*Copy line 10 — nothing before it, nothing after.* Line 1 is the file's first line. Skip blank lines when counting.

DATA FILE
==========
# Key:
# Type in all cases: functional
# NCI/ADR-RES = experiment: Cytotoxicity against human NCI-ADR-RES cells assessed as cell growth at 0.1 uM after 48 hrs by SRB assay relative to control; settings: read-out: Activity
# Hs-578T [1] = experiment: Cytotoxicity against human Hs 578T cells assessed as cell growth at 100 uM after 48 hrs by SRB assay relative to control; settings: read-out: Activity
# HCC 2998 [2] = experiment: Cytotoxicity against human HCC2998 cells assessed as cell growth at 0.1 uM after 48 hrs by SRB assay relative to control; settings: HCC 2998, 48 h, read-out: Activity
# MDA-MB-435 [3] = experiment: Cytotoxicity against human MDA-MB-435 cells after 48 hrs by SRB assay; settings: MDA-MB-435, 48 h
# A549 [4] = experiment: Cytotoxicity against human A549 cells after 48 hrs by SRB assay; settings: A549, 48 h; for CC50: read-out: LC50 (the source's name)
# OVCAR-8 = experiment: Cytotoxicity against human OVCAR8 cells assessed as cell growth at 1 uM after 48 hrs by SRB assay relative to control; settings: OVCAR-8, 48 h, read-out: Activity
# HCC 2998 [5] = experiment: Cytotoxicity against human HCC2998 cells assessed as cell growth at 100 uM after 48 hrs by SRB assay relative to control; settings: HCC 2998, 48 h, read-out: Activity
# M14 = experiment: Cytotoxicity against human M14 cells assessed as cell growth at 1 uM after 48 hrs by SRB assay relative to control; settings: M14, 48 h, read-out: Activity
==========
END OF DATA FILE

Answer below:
# M14 = experiment: Cytotoxicity against human M14 cells assessed as cell growth at 1 uM after 48 hrs by SRB assay relative to control; settings: M14, 48 h, read-out: Activity